This shortcoming is illustrated with the network in FIGS. 1A to 1B. In FIG. 1A, a cut at point 170 severs links 121 and 123 and consequently severs working channels 131 and 133, along with spare channels 151 and 153. For sake of clarity, all working channels and spare channels are each assumed to possess transmission capacity of one trait. The object of restoration, as discussed herein, is to find alternate paths with sufficient spare capacity for rerouting the traffic on the severed working channels only. No attempt is made to restore the failed spare channels.
Sender 101 and chooser 104 in combination attempt to restore the traffic on working channel 131, whereas sender 102 and chooser 103 attempt to restore the traffic on working channel 133. Upon locating the fault, sender 102 sends out forward flooding or restoration signature 181 on spare channel 154, signature 182 on spare channel 155, and signature 183 on spare channel 156. Similarly, sender 101 sends out forward flooding signature 191 on spare channel 152. As a signature travels on a spare channel, the particular spare channel is reserved for the alternate path, if any, that the signature might ultimately help create.
The forward flooding signatures get rebroadcast as shown in FIG. 1B, where node 104 forwards signature 181 on spare channel 157 and node 105 forwards signature 182 on spare channel 158. Signatures 183 and 191 do not advance as there are no free spare channels available. At the next step, signature 182 also gets blocked due to lack of a spare channel. In FIG. 1B, forward flooding signature 181 finally reaches chooser 103 signifying that the path travelled by that signature, namely the path comprising spare channels 154 and 157, can be used to restore the traffic carried by working channel 133. However, the flooding actions of sender 102 are responsible for reserving additional spare channels 155, 156, and 158, which although not used in the restoration of traffic on working channel 133, do block restoration of traffic on working channel 131. Putting it simply, the process of simultaneous restoration for the cut express link between node pair 101 and 104 is blocked by the restoration process of node pairs 102 and 103. This blockage may be a temporary phenomenon where some fixes can be devised, but cases can be demonstrated in the network where such a fix is not possible, thus rendering the method to be unreliable.
The present invention sets up alternate paths and assigns spare channels on such alternate paths in a communications network having a plurality of intelligent nodes interconnected by a plurality of communications links to restore traffic disrupted by a failure affecting one or more of the communications links, irrespective of however many different custodial or adjacent node pairs are simultaneously involved in the recovery operation.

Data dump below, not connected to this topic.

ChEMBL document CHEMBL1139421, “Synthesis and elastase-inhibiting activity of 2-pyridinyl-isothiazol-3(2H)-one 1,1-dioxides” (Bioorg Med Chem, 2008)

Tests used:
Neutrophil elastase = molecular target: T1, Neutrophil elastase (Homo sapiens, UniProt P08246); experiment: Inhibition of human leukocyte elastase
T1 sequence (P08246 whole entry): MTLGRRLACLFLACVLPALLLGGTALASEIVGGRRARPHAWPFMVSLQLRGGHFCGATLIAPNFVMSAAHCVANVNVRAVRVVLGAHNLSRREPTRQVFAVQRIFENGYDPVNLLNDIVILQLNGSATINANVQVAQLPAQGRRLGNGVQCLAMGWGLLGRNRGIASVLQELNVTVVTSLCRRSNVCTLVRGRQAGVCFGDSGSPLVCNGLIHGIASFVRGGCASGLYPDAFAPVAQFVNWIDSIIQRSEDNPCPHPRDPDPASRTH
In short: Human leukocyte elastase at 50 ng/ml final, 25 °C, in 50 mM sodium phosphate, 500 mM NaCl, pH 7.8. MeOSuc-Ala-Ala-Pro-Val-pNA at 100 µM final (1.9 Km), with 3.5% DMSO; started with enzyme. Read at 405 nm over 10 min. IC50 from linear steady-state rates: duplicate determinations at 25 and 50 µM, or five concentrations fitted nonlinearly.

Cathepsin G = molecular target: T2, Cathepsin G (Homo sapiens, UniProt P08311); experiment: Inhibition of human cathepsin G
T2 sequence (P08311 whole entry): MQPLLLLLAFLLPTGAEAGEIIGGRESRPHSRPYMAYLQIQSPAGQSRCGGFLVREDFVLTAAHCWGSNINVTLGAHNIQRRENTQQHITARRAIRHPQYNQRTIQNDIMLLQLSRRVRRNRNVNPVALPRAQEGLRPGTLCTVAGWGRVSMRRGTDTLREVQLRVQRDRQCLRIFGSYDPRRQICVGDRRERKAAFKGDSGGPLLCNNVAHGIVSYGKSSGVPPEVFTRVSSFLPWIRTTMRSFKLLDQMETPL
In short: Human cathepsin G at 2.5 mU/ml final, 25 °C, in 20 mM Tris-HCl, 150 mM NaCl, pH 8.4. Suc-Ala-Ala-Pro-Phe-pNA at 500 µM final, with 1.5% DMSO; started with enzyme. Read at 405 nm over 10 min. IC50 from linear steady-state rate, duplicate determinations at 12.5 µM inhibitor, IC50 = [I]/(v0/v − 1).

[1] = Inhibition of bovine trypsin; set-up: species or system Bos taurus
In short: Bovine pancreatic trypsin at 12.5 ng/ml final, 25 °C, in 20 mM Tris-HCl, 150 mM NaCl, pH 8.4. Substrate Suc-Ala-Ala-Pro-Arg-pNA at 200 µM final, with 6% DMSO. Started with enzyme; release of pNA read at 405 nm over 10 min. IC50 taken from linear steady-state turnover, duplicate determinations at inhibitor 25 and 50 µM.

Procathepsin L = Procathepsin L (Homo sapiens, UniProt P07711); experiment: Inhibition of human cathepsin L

For the present invention, assume every communications link in the network comprises one or more working channels and/or one or more spare channels. In terms of definition, working channels carry communications traffic between the nodes they interconnect, and spare channels are put in service to reroute disrupted traffic. Further, all working and spare channels are assumed to be bi-directional in their ability to carry traffic between connected nodes. It is moreover assumed for the present invention that severed spare channels need not be restored.
Upon locating a failure, one end node of each failed link invokes its arbitrarily predesignated role as a leader or sender, and the other end node of the failed link a follower or chooser. The leader and follower are the custodial or adjacent nodes of the link. Other nodes participating in the recovery operation perform functions as helpers, which are intermediate or tandem nodes on alternate paths targeted for restoration of traffic on a failed link. To facilitate recovery by forming alternate paths and assigning spare channels on such alternate paths, according to the present invention, there is stored in a storage or memory at each node of the network a spare channel manifest containing every leader/follower combination failure scenario for which that node would participate in. There is also stored in the memory at each node in the network an assignment record on each spare channel attached to the node for keeping track of the status of the spare channel. Some other information may also be stored in the memory.
Upon identifying the failed link, the leader accesses the spare channel manifest for the leader/follower combination from its memory, selects from the manifest as many spare channels as might be required to restore the traffic on the disrupted working channels, accesses the assignment records for the selected spare channels, sends out a request or restoration message with an identifier of the leader, the follower, and the disrupted working channel on each of the selected spare channels which is free or available, and marks the selected spare channels as having been reserved for the disrupted working channel.